July 4, 2008 Reflections on Freedom and the Color Orange...

At this moment I am relaxing in a lovely retreat center called Richmond Hill located in the city of Richmond, Virginia. Two streets over is St. John's Episcopal Church where in 1775 Patrick Henry cried out in words that still ring in American ears - " Give me liberty or give me death." So, let's reflect for a moment on the meaning of freedom on this Independence Day, the birthday of the United States. Apologies in advance for my rambling. This question troubles and challenges me and so in an attempt to work through the angst I offer my own musings. I'll begin by simply asking the question, " What is freedom?" With so many people today using the word in so many ways it seems good to have some basic understanding... if possible. According to one source, President Bush in his second inaugural address used the word " freedom" or liberty" 49 times in twenty minutes. Evenly spaced that's more than twice every minute. Hmmm...

Question: What does George W. Bush mean by the word freedom? Do you/I share that meaning?

If we look in Webster's dictionary here's what we get: freedom is "the state or quality of being free". Right. It is the " absence of coercion in choice". Freedom is " liberation from slavery or domination or things onerous." Webster also says that freedom is the capacity to " choose without coercion."

As we try to understand and live freedom in our varied contexts we need to ask even more questions: Freedom from what? Freedom for whom? Freedom to be or do what? There is personal freedom, social freedom, religious freedom, political and economic freedom, intellectual freedom, sexual freedom... The list is endless. Common to all these freedoms is the element of choice. And of course, the consequences of our choosing. Not to mention the boundaries of our wise choosing. Freedom may be said to be the relative victory of choice over coercion and the wise navigating of our choices given the likely effects of our various choices. But what if the choices are rigidly controlled and the necessary information to make good choices is very limited and very difficult to obtain? In U.S. society today our mainstream media seem to be afraid to ask the tough questions and rarely give us in depth reporting on a wide variety of topics. Given the widespread desire in this country to end the Iraq war why not have a media forum on how to do that? Many in Europe and elswhere look at our two-party political system and ask" Where is the real choice?" In that context are we free? And what if our choices seem driven by our internal obsessions, and without by the cultural forces at work in our dominant culture? How free are we?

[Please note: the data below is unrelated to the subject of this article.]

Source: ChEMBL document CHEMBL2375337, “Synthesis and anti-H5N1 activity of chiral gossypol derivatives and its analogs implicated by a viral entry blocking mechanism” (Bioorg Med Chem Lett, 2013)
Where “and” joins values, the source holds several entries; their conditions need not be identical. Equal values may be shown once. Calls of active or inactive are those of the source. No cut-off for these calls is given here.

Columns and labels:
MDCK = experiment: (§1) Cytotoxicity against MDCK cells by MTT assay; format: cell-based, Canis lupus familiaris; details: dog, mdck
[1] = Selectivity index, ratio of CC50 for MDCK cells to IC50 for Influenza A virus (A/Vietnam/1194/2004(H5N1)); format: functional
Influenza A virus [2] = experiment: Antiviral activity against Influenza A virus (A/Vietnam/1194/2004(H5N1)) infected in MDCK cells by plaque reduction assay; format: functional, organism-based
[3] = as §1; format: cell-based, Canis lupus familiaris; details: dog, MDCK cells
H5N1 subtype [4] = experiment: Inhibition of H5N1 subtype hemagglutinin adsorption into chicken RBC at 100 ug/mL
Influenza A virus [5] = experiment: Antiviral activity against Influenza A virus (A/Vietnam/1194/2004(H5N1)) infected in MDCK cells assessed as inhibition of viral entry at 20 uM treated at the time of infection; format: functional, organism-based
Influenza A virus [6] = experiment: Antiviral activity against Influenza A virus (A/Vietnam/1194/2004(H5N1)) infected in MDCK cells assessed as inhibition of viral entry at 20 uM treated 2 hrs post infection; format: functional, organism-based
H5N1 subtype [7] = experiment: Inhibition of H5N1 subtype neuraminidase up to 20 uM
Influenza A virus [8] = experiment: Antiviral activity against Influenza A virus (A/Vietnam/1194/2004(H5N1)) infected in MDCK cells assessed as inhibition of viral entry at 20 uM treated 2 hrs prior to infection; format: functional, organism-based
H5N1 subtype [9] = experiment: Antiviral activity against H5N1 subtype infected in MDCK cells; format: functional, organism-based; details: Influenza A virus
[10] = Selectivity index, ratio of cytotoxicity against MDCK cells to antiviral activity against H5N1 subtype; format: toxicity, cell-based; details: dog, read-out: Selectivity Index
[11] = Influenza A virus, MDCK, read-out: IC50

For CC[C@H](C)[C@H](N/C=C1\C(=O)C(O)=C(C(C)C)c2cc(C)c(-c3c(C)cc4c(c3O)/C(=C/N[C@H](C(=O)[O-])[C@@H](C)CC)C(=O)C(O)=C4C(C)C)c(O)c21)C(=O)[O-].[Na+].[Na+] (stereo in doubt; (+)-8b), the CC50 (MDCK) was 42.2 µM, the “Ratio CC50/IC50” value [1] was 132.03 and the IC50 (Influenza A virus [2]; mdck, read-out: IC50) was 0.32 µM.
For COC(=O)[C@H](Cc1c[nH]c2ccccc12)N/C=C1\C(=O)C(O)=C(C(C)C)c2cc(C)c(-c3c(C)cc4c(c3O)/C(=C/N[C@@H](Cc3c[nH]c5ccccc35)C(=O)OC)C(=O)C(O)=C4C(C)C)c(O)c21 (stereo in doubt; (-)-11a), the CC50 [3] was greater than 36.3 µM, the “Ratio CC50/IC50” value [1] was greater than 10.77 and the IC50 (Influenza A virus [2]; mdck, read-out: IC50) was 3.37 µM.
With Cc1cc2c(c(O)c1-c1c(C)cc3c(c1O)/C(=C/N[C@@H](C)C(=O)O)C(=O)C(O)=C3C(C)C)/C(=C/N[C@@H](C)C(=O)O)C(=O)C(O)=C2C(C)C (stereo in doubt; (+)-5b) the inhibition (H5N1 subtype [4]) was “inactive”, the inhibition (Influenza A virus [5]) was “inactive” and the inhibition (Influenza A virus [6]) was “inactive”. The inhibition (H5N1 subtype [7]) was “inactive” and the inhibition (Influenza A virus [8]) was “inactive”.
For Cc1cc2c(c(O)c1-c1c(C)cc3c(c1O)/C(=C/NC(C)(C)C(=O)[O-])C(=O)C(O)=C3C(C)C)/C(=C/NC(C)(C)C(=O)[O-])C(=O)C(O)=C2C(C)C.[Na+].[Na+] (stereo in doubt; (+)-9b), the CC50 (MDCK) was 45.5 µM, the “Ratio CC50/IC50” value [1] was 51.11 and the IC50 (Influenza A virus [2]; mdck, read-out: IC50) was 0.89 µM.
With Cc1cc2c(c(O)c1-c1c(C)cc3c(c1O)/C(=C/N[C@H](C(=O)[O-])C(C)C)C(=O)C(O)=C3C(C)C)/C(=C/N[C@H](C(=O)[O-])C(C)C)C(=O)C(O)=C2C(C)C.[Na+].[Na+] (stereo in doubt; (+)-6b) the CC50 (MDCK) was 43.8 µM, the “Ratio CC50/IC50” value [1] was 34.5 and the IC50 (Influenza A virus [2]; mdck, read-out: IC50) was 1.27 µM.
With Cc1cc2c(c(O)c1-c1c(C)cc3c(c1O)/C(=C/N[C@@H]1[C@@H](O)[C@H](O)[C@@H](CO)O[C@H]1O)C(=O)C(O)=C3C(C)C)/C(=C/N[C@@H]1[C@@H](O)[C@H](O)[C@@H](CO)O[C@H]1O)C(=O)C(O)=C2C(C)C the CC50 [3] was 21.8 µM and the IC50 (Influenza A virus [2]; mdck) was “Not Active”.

Ever since September 11, 2001 the color orange has grown in the American consciousness. The threat level is orange. The advisory level is orange. We are on orange alert. I once thought that our national colors were red, white and blue. Now, shades of anxious orange seem to be our national color scheme. As I travel this summer I am repeatedly reminded via public announcements in train stations and airports that I need to be on the alert to "report anyone or anything that seems suspicious". At one such moment in a subway train as the doors closed and the announcement was heard several of us looked around at each other and smiled. I wonder who appeared the more suspicious. I didn't feel very free at that moment. Freedom in any social context seems to require a basic trust in others otherwise one is caught coercively in a fearful mind. Freedom from fear and the freedom to trust appears to be a fundamental requirement for any healthy social interaction and the glue that holds a well functioning society together. But in that little train all crammed together trust was definitely discouraged and we were encouraged by way of a public political warning to look at each other as potential objects of fear. How free are we? Against the backdrop of orange anxiety are we free to trust , to relax, to enjoy each other, not to mention the ride? Is such a climate of fear conducive to building human happiness?